Yukon Home-Builders Projects
Homebuilding in the Yukon is alive and well. There are some very high quality aircraft flying here, and there are some very capable people to help you build locally.
ABOVE - Miles visits Lens field in his pristine Savanah.
There is currently a world-class Glassair nearing completion in Whitehorse. We know of a Chinook,a Bushmaster, a CH750, a YZ, an RV9, an RV-6, a Challenger, a Magnum, a Tundra, a 601, and a 172 rebuild, all underway in Whitehorse and the communities. The list of completed and flying amateur-built and other class aircraft, is even longer. We see an RV-6, RV-8, several RV-4's, several Chinooks, a Beaver, a Murphy Moose, a Storch, a GlassAir, a Savanagh, an Avid Magnum, and more, are all currently flying in Yukon skies.
ABOVE IS A VIDEO OF EMERY'S CHRISTAVIA I COMING OUT OF ROSE LAKE FIELD LAST SUMMER.
It may be time to organize a few builders-help meetings. If you need help contact us and we may be able to connect you with what you need.
CGRVO - finished, 0-360, CS Hartzell, 6" wheels
This accurate PA - 22 "Simulator" I built from an old PA 22 and parts donated from generous Yukon aviators to be used and enjoyed by children who visit the Yukon Transportation Museum.
This is a ' KLONDIKE MULE', looks like a Maule M-4, but it ain't!
And this looks like a KITFOX ?
Miles Beaver RX550 +Blog
Miles brought his Advanced Ultralight Beaver over for an engine change. Of course one thing always leads to another with a job like this, but our objective is to keep the aircraft original so no major modifcations are allowed. We started by weighing the aircraft (but without wings) so that we can work with known W&B values. This is important because Miles new ROTAX 503 will have a starter and the pre-requisite battery and wiring.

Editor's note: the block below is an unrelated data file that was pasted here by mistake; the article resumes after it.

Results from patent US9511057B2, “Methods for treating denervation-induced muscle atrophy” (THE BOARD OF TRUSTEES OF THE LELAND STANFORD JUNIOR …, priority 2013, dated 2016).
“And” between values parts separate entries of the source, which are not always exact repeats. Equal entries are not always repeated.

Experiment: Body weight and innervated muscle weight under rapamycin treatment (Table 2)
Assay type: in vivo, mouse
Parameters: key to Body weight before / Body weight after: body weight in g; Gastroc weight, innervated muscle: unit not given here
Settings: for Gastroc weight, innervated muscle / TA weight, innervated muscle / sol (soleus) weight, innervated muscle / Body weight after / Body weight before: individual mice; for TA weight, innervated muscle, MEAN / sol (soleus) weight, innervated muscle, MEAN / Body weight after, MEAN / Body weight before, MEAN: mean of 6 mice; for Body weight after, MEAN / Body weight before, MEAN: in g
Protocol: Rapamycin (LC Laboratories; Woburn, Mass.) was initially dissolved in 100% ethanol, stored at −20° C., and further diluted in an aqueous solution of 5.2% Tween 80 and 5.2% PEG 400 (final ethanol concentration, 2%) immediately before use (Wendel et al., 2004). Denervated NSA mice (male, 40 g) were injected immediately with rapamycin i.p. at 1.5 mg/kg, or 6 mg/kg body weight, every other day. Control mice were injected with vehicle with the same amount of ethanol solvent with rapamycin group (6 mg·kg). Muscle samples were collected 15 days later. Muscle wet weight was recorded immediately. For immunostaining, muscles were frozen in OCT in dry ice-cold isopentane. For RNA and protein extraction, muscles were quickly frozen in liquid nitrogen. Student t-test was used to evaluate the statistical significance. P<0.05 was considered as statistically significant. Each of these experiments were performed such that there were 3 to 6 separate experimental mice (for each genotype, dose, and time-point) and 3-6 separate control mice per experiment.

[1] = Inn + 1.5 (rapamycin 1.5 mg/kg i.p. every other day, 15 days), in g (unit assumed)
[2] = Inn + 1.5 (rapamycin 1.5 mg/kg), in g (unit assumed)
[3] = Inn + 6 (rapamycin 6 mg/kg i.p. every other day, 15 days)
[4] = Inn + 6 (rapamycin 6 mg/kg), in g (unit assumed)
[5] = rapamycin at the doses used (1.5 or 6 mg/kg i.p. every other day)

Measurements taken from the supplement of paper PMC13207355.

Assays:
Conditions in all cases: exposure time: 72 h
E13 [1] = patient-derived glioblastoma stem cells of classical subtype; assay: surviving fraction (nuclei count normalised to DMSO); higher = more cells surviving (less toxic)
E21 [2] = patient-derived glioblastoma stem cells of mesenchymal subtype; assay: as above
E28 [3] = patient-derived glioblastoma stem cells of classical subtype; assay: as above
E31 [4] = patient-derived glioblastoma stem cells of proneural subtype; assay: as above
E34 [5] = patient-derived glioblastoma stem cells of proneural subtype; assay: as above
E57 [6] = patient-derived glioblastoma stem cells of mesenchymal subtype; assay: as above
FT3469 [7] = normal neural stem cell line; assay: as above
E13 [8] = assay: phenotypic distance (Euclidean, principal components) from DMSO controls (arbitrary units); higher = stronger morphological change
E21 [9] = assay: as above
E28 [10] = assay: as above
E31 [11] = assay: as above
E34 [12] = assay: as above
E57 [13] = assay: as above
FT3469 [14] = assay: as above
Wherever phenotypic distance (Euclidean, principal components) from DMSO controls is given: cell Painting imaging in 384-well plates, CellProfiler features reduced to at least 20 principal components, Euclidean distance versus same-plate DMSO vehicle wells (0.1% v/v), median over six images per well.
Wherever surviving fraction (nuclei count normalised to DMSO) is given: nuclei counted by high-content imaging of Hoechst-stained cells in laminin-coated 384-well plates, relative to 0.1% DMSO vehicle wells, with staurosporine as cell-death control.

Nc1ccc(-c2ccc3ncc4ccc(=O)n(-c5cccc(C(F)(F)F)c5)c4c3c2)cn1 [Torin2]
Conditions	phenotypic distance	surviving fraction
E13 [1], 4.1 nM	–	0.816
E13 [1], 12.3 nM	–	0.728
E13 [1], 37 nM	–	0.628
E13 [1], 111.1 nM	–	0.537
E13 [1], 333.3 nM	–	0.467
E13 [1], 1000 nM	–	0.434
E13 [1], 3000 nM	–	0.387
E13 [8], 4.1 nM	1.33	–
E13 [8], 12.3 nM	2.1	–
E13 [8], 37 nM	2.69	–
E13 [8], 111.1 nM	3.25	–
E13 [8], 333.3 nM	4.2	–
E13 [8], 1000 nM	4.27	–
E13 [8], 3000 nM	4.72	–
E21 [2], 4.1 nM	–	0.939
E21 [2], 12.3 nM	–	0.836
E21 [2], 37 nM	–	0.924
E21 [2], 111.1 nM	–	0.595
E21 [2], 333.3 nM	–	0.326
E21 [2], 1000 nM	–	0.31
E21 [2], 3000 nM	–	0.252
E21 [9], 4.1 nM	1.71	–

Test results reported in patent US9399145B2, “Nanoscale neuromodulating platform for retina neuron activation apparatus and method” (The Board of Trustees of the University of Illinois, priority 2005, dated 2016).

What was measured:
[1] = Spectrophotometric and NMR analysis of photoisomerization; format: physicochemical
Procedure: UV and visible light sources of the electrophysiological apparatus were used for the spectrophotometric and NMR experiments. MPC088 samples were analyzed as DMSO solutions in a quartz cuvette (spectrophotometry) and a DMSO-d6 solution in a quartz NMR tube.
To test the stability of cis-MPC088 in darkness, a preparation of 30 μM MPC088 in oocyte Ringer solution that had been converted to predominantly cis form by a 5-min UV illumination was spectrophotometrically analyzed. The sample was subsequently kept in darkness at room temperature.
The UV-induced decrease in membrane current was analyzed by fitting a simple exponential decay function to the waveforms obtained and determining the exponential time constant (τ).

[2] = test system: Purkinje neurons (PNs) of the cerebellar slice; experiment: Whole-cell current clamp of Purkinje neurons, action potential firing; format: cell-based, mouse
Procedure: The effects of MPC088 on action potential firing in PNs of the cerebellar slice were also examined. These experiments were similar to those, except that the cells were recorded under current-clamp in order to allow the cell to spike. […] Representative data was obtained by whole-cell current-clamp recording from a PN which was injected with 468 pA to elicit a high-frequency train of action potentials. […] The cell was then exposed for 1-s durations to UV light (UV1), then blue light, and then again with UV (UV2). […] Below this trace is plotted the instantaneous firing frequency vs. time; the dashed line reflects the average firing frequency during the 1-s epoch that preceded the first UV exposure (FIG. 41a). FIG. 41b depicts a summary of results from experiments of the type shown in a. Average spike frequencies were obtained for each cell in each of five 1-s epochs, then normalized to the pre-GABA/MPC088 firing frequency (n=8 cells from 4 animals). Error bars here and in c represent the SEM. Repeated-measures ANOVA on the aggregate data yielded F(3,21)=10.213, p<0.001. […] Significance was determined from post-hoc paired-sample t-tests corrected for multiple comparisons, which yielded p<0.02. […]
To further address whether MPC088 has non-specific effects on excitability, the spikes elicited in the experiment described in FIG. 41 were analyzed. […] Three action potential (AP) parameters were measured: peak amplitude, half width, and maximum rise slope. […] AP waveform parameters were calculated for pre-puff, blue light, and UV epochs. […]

The old 503 came out with few complaints. The new one has some advantages (like dual electronic ignition) but otherwise the fit-up was pretty smooth. We had to use the old stud system because this engine hangs inverted. The fuel system will be completely replaced with new, and an electric fuel pump added. A choke control also needs to be added. In a fit of weight conciousness George started drilling lightening holes in the aluminum floorboards and pedals. The plastic rear bulkheads were replaced with .020 for a slight saving.
About now the predictable gremlins start showing up, some cables could be replaced, one horizontal stabilizer strut needs to be replaced, the bungees have reverted to a rope-like-state. The wheels and brakes are removed and cleaned. The rear-seat fuel tank is removed, steamed, fittings pro-sealed in, and a window cut into the (non-structura) fuselage side skin to view the tank levels. The windshield and door glass are aged so off they all come too. There is a new "double cable" elevator control system available that is investigated.
Throttle and Choke cables are new, and since a new engine deserves new instrumentation why not build a new panel while we are at this? A couple of calls to Aircraft Spruce and Aircraft Sales and Parts to exercise Miles credit card and the project is going ahead full-bore.
Update; The engine is in, the prop was out of spec so a new one has been ordered. New instruments and new panels are made and installed (yes there is a 'second' one overhead). The double elevator cables is now a fact, some inspection covers have been instaled at the base of the foot tube, and a clear insert was put in to allow visual verification of fuel levels. The battery, a master switch, and small buss panel is instaled on the right side of the pilots seat. The wings are being inspected and new gap seal tapes installed, then they will be fitted.